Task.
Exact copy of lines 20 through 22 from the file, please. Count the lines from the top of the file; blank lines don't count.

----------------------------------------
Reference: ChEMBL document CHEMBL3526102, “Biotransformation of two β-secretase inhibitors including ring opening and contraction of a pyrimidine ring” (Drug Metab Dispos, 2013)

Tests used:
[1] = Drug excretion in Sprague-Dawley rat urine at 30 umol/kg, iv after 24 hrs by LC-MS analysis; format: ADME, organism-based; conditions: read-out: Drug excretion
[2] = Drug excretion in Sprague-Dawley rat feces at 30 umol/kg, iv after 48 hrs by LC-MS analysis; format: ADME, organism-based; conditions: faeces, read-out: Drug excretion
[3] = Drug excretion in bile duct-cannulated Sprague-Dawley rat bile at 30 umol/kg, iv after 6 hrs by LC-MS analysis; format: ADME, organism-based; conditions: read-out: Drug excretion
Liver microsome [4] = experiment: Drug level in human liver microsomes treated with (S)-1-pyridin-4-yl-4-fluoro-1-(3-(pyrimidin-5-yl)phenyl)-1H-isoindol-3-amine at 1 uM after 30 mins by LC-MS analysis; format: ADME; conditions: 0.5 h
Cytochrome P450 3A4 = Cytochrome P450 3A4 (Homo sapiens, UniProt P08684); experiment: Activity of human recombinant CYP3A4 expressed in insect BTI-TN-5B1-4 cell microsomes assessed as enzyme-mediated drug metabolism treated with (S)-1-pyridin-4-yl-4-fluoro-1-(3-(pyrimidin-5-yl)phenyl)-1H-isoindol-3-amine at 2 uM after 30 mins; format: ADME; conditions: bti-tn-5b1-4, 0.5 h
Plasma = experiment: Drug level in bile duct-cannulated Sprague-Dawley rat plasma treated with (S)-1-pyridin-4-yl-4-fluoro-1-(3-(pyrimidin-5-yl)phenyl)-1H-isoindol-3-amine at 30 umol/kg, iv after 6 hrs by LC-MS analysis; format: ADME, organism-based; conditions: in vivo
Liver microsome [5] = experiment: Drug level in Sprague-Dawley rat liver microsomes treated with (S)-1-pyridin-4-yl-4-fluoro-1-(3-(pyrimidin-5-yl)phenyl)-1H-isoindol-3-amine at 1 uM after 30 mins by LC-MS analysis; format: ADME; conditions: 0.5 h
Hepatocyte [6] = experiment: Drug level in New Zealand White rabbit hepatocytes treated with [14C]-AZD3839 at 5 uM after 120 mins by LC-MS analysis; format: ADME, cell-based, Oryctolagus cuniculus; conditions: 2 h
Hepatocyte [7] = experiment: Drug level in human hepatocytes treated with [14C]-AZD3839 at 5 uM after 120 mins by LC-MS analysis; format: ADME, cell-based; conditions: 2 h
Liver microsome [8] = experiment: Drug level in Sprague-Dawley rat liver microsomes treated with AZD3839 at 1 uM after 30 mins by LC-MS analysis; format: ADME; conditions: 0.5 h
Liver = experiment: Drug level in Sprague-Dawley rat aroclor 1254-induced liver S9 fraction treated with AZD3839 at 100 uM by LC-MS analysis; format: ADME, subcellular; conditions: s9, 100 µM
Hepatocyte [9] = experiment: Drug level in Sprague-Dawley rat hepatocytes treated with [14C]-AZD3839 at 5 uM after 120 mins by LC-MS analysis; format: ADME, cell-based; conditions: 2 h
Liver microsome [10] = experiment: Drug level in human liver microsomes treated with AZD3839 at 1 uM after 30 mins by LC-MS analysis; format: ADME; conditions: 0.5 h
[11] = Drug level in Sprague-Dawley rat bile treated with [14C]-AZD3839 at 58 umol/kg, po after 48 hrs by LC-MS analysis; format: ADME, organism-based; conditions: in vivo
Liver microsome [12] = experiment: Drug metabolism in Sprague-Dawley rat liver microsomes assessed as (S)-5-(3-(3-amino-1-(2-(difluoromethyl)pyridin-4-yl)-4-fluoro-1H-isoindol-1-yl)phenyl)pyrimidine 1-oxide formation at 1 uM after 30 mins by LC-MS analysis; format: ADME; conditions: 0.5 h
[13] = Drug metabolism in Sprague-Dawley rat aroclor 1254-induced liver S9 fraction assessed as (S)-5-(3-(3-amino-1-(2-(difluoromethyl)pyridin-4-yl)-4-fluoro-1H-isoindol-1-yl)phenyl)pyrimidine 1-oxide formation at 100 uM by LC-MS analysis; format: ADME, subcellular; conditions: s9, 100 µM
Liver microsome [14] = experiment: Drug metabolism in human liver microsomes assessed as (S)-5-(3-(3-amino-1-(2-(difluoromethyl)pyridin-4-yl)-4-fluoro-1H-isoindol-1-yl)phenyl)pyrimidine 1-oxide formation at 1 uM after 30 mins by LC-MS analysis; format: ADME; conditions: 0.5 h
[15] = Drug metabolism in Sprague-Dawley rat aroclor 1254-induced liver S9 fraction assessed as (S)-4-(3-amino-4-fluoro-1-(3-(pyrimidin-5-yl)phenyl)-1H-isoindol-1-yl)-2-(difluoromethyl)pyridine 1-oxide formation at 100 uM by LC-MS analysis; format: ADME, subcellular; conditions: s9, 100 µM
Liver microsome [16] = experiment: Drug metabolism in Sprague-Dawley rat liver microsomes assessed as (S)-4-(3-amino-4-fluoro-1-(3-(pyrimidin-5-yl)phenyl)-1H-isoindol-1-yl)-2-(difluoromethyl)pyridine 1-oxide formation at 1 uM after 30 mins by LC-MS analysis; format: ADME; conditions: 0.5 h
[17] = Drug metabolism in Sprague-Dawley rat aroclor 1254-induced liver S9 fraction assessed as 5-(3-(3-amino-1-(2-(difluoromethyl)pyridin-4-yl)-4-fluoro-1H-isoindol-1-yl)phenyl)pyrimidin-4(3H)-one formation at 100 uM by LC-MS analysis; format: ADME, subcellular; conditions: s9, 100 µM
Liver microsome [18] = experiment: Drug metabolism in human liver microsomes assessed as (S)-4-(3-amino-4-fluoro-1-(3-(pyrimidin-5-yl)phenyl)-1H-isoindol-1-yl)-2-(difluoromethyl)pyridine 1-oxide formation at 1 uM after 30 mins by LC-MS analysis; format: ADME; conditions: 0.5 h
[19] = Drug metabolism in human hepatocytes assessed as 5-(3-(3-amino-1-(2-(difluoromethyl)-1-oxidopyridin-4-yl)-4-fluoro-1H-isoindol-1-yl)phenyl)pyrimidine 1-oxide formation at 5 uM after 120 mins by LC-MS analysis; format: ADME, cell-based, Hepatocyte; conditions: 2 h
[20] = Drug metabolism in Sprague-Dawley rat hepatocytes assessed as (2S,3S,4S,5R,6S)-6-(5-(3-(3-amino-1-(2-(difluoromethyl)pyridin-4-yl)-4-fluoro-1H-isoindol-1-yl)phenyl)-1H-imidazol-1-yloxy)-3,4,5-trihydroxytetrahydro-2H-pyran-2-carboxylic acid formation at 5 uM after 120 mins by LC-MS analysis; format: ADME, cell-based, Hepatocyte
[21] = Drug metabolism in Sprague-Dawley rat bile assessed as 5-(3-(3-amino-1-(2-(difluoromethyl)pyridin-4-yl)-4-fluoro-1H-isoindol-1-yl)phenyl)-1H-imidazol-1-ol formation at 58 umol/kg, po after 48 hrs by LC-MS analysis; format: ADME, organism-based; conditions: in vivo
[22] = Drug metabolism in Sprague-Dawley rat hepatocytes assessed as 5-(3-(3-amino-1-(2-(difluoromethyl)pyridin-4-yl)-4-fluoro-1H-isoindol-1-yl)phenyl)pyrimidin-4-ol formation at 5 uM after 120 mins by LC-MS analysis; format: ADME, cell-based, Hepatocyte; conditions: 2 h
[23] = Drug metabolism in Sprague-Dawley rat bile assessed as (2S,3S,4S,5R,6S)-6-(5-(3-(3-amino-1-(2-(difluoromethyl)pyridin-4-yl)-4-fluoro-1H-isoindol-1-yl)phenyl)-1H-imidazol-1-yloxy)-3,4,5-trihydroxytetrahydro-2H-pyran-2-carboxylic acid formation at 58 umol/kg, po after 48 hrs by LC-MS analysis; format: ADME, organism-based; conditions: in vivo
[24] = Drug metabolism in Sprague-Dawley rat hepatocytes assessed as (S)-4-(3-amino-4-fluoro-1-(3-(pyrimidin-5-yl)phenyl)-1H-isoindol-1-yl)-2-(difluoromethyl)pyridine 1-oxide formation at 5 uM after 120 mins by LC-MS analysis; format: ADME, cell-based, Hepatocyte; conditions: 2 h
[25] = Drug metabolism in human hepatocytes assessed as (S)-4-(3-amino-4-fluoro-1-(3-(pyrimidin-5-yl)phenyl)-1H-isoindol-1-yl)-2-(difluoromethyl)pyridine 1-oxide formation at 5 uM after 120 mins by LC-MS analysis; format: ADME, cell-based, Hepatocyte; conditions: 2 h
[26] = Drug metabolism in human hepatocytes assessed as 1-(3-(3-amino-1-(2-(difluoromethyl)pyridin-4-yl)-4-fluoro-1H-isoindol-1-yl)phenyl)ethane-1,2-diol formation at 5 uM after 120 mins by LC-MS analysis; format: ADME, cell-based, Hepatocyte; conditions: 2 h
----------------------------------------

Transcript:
[15] = Drug metabolism in Sprague-Dawley rat aroclor 1254-induced liver S9 fraction assessed as (S)-4-(3-amino-4-fluoro-1-(3-(pyrimidin-5-yl)phenyl)-1H-isoindol-1-yl)-2-(difluoromethyl)pyridine 1-oxide formation at 100 uM by LC-MS analysis; format: ADME, subcellular; conditions: s9, 100 µM
Liver microsome [16] = experiment: Drug metabolism in Sprague-Dawley rat liver microsomes assessed as (S)-4-(3-amino-4-fluoro-1-(3-(pyrimidin-5-yl)phenyl)-1H-isoindol-1-yl)-2-(difluoromethyl)pyridine 1-oxide formation at 1 uM after 30 mins by LC-MS analysis; format: ADME; conditions: 0.5 h
[17] = Drug metabolism in Sprague-Dawley rat aroclor 1254-induced liver S9 fraction assessed as 5-(3-(3-amino-1-(2-(difluoromethyl)pyridin-4-yl)-4-fluoro-1H-isoindol-1-yl)phenyl)pyrimidin-4(3H)-one formation at 100 uM by LC-MS analysis; format: ADME, subcellular; conditions: s9, 100 µM